Vermont Law School’s Center for Agriculture and Food Systems (CAFS) and the Rural Advancement Foundation International-USA are pleased to share a new free resource for plant breeders: a guide to defensive publication, a way to keep genetic resources in the public domain. Read and download the guide here.
Corporate consolidation in seed breeding
Corporate consolidation is a growing and concerning trend across the agricultural industry. In fact, just four firms control over 60% of global seed sales. When only a handful of companies provide the majority of seeds to farmers, the genetic biodiversity of available crop species decreases. And as the climate changes and we see an increasing frequency of extreme weather events, farmers need more seed varieties that are resistant or tolerant to new growing conditions.
However, seed companies and agribusinesses patent crop genetic resources, preventing farmers from using their seeds without permission and payment. This limits plant breeders’ access to genetic resources that would allow them to create new varieties for farmers.
What is defensive publication?
Some plant breeders are seeking options to stop plant genetic resources from ending up in agribusiness patents. One of these is defensive publication: the act of publishing details about an invention or discovery to preclude others from patenting it. Through defensive publication, plant breeders can keep genetic material available without restrictions or infringement. This could ultimately make seeds more affordable and accessible for farmers.
What’s in the guide?
Titled A Breed Apart: The Plant Breeder’s Guide to Preventing Patents through Defensive Publication, this guide is free and accessible to users of all skill levels. From patent law fundamentals to assistance creating a document, it includes the practical resources needed to draft, publish, and use defensive publications in the plant breeding industry.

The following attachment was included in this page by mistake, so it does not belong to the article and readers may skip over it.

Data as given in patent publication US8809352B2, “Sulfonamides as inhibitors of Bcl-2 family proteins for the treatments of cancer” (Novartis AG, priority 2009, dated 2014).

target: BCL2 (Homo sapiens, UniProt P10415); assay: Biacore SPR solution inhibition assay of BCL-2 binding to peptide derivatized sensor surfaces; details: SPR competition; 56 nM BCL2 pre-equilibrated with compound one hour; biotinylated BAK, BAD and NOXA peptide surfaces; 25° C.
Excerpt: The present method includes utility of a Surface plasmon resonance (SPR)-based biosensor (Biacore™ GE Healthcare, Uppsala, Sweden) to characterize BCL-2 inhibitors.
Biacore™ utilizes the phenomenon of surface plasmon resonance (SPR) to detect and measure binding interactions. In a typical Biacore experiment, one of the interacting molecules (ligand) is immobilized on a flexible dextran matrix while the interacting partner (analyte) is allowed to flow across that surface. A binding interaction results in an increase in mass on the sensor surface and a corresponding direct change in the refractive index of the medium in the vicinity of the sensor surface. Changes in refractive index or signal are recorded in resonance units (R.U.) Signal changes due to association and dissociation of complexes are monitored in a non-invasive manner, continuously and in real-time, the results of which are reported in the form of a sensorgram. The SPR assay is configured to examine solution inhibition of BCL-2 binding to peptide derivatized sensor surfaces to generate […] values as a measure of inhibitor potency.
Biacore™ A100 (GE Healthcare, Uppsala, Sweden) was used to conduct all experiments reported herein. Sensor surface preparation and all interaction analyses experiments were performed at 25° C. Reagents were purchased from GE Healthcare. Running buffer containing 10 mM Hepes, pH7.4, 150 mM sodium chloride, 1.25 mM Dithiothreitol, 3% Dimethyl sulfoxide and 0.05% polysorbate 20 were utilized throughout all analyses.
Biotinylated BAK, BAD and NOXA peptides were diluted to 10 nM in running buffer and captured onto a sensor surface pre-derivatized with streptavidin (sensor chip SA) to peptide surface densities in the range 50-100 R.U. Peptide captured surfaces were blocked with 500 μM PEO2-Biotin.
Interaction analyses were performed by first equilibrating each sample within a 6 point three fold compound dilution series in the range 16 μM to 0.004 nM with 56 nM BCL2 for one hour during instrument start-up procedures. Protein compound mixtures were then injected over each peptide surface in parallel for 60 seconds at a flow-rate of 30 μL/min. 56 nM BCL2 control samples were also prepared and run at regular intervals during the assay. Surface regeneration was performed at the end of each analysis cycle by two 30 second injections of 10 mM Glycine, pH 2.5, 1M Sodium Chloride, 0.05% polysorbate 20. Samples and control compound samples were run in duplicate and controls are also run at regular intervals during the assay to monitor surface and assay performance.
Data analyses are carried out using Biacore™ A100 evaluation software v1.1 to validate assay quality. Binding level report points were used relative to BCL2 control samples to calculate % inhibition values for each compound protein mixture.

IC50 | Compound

Plant breeding at RAFI-USA
RAFI-USA helped start the Southern Farmers Cooperative in 2017. The goal of the cooperative is to develop organic, regionally-adapted corn and soybean varieties. By breeding new varieties in the public domain, farmers have the freedom to replant their crops growing season after growing season. This not only contributes to more genetically diverse crop varieties but also decreases farmers’ reliance on large agribusinesses.
Seed breeding trials and practices like defensive publication are both tools that public plant breeders can use to help farmers access regionally-adapted seeds for a productive and resilient farming system.
Click here to access the Guide and learn more about CAFS work. This material is based upon work supported by the National Agricultural Library, Agricultural Research Service, U.S. Department of Agriculture.